I’m fast becoming hooked on haiku – and I’m really surprised at myself! Being succinct with words does not come easy to me. I’ve nearly always got plenty to say, and I’m not in any way, shape or form a woman of few words – if anything I’m a bit of a waffler. And I think that’s maybe why I’ve always loved poetry so much – because poetry focuses on using only the optimal words that are most effective in creating the desired imagery intended.
I’ve always loved reading poetry, and have even experimented with writing it on and off from time to time, too. But haiku always seemed to be a step too far for me – beautiful to read, but way out of my comfort zone when it came to writing my own. Until now, that is. I recently found a haiku blogging challenge; I felt intrigued, was sorely tempted to give it a try, and to my absolute surprise and delight I found the exercise immensely satisfying. And so I joined in again the following week… and then the week after that… and now I’m completely hooked.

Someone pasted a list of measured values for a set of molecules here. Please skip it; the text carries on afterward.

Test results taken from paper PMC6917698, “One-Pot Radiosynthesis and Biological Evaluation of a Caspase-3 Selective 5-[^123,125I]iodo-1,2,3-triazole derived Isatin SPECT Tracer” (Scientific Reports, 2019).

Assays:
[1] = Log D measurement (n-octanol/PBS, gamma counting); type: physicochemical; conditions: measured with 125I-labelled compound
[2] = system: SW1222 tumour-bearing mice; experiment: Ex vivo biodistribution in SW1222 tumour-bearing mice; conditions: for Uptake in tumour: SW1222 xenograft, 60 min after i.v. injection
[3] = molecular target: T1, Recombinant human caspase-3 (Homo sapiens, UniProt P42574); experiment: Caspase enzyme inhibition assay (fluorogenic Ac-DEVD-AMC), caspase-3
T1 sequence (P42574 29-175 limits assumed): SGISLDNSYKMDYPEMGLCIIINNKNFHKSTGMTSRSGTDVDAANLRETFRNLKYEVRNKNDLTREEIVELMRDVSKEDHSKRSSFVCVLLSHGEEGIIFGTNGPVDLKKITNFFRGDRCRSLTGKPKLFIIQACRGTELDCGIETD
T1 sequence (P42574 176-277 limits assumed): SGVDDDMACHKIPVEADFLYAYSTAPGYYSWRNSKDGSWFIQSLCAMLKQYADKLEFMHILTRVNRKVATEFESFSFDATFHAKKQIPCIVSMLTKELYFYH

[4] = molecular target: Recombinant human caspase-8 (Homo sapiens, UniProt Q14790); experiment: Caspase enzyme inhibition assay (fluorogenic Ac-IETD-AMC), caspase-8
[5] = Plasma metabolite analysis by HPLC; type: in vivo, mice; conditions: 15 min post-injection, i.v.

To me, haiku is poetry stripped beautifully bare. The form requires the rigour of a total syllable count, within a fixed format. A haiku in English is made up of 3 lines in total, of 5, 7, and then 5 syllables each. That gives a finished poem of only 17 syllables. I just love the way each syllable has to be so carefully considered and counted, scrutinised and sounded out. A well-written haiku is truly breath-taking in its minimalism – a perfect example of the old maxim ‘less is more’.
Sadly my haiku are not yet breath-taking, but I’ll continue to practice, and (hopefully!) can potentially become better in the future, as long as I keep on trying… 🙂